Think we have just another tournament week on the PGA Tour? Not so. All the best players in the world are assembled for the 2014 U.S. Open at Pinehurst No. 2 in Pinehurst, North Carolina, but there are a lot of good players who didn’t make it. For the 156 slots in the Open, the USGA received a record 10,127 applications from all 50 states, the District of Columbia, Puerto Rico and 75 other countries. And of all of them, only the low 60 players and ties will make the cut and have a chance to win. If the winner isn’t determined on Sunday, there will be an 18 hole playoff on Monday.
The course is going to play as a par 70 at 7,562 yards, and it will be very difficult. The design geniuses of Ben Crenshaw and Bill Coore completed a restoration of the original Donald Ross design as it looked back in the 1930s. That design had a lot of sandy areas that will play as waste bunkers, so the players will have to be sure that they determine for sure whether they are in one of them where they can ground their clubs or a bunker where they can’t.
Crenshaw was very excited and quite reverent about the strategic implications the players are now faced with:
“Pinehurst No. 2 was a particular pet of [Mr. Ross]. It’s still astounding to me to go back and look and see that there were not grass greens here at Pinehurst No. 2 until about 1935. And during that transformation, when Mr. Ross knew that he could put Bermuda on the greens and over seed it with ryegrass.”
“Then he started to redo the greens and the contours, not only on the greens, but off the greens, which delighted him to no end. It had to, because, at least in our opinion, what’s on the greens and what is off the greens is so much a part of the golf course.”
“I still think that the movements and the undulations and the hollows and the swales off of these greens are some of the prettiest I’ve ever seen. So, so natural and not man-made, but they’re so much a part of the integral play of the golf course.”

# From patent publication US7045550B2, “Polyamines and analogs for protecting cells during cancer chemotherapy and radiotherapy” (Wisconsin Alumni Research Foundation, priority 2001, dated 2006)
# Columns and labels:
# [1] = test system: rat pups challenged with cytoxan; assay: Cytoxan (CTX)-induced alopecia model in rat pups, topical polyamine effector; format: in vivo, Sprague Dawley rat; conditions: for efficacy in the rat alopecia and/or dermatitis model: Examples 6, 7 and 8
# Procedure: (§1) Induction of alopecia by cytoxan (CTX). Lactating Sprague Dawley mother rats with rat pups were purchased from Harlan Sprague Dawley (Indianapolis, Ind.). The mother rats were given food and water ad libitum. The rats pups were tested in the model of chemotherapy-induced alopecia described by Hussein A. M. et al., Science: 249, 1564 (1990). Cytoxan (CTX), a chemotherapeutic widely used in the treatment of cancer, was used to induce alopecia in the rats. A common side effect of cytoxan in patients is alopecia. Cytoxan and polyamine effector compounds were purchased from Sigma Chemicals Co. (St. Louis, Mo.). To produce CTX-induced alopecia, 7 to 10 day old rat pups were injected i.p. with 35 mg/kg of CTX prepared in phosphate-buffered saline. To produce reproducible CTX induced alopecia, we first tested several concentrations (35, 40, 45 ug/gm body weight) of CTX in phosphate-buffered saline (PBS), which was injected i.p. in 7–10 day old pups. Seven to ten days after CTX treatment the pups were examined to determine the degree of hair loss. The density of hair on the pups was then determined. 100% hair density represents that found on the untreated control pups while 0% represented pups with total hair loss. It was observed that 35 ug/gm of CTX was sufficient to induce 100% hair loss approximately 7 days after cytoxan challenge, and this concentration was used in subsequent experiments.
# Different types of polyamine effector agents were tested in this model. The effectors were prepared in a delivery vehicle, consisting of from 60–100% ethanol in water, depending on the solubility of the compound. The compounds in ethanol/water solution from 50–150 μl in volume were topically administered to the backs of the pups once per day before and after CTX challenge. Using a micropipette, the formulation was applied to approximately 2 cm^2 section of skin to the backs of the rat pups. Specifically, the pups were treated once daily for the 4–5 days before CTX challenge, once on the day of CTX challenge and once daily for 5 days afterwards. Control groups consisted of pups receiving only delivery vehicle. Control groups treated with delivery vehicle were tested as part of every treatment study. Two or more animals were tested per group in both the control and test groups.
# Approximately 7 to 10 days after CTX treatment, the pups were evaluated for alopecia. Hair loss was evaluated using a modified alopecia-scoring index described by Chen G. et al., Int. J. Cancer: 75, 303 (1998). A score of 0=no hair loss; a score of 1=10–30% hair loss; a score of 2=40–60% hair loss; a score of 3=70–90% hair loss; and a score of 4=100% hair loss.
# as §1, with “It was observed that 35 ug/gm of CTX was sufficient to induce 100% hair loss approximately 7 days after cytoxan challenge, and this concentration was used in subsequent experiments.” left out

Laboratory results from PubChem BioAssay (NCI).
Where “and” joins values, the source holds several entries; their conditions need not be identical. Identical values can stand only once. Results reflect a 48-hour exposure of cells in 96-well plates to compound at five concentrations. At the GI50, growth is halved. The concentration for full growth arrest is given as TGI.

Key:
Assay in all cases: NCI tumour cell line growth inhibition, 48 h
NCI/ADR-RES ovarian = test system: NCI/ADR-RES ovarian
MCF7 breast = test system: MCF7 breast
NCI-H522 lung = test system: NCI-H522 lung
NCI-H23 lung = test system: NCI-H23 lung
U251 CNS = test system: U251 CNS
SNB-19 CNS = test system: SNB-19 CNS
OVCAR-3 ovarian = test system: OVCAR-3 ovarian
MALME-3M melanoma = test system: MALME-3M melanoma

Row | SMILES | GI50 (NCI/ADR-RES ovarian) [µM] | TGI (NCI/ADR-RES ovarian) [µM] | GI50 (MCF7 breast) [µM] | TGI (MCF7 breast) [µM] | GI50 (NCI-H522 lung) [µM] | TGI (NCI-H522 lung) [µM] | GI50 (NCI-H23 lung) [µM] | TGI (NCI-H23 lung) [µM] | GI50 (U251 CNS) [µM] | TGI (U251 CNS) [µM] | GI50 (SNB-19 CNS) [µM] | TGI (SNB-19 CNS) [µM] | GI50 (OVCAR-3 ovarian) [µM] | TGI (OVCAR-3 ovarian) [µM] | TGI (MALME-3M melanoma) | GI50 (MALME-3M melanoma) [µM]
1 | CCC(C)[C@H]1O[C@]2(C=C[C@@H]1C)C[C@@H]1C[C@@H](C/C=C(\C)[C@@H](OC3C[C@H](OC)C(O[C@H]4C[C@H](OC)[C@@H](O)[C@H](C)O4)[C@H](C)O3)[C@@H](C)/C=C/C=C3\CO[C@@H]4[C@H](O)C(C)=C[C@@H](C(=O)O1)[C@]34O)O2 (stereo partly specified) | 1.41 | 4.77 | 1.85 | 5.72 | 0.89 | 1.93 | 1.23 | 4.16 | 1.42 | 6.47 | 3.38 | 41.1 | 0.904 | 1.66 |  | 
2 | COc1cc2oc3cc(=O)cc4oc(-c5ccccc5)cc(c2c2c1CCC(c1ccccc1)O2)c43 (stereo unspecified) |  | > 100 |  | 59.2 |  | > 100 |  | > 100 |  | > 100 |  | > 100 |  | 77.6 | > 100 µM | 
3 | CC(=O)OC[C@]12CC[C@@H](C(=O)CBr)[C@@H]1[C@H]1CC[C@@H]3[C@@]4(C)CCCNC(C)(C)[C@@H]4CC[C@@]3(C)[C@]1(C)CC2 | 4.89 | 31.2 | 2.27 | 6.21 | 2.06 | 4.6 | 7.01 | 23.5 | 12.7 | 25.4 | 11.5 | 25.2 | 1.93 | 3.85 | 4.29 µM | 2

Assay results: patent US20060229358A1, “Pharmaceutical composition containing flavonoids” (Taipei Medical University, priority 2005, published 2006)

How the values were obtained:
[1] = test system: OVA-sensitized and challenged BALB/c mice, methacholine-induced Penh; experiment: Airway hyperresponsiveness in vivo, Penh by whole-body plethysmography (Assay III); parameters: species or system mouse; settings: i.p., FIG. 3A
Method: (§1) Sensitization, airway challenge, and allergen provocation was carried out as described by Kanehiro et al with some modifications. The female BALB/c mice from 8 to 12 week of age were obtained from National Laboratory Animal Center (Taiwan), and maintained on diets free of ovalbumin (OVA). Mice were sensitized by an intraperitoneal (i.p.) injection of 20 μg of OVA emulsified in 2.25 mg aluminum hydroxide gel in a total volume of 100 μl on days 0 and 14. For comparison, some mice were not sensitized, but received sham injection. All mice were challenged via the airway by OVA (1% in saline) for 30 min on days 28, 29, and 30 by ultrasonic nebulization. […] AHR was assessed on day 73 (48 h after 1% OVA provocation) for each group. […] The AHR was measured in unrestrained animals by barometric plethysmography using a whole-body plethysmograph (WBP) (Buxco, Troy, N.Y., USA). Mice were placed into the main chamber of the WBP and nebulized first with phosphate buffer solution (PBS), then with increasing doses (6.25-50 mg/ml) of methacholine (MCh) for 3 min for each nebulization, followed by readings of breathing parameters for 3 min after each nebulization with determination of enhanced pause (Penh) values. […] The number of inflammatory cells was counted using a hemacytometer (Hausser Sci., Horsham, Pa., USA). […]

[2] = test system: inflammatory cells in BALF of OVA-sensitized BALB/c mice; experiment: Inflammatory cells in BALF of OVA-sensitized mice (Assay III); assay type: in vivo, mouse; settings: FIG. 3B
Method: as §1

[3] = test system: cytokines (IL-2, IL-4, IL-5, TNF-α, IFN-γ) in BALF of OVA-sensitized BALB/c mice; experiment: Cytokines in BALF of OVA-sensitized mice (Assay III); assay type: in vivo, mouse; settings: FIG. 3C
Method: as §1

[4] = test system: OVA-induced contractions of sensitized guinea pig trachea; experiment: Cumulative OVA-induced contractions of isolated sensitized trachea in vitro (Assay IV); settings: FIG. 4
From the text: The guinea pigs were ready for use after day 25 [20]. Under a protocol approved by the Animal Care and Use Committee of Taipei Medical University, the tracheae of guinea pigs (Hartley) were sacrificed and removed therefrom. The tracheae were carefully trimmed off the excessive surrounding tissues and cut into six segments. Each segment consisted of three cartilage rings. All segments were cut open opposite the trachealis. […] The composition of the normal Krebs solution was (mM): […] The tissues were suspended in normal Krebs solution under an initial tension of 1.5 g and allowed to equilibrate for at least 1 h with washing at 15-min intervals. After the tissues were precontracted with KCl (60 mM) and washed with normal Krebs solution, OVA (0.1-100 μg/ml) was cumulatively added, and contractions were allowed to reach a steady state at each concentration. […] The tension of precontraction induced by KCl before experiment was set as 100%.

“Every person here this week is going to have to deal with what’s off the greens here. Because as a player, I don’t know how many times I’ve hit what seemingly was a good iron shot, that starts slipping off a little bit this way and it just eases off the green and you have to sort of steel yourself and say, ‘Well, golly, I hit that ball pretty well, but now I’ve got this shot that I have four or five different options as to how to play it up to the hole.’ That is Pinehurst.”
“But part of the reward about playing Pinehurst goes right back to the tee. In an effort to do what we did in restoration, we concentrated not only what is on the fairway, but what was off the fairway…but, yes, we widened the fairways here and there to give people more strategic options going into these greens.”
“The actual lines, the fairway lines that were represented when we started were held over from the 1999 and 2005 Opens, which, to our minds, were a little bit straight. They were a little bit straight on the sides. The architectural features out on the course, there’s beautiful bunkers, there’s humps and undulations that we tried to get edges of the fairways out to those focal points, let’s say.”
“So the course is more vibrant, no question, when you look at it. It’s more visual. We did lift some hazards, bunkers up, here and there. So what you can see is a little bit more vibrant. But it’s largely the same golf course. It’s not — we didn’t demonstrably change the actual framework of the course. It’s a different presentation, but playing Pinehurst is very, very much the same.”
Ben went on to talk about what a stern test this was going to be and unlike most U.S. Open courses where the fairways are lined with deep, penal rough. This will be a combination of the sandy areas plus a rough that is more wild natural grasses that requires knowledge to know what kind of shot to attempt.
In any event, this will be the backstory around the pageant of players who have come to give it their very best in hopes that their very best will be enough.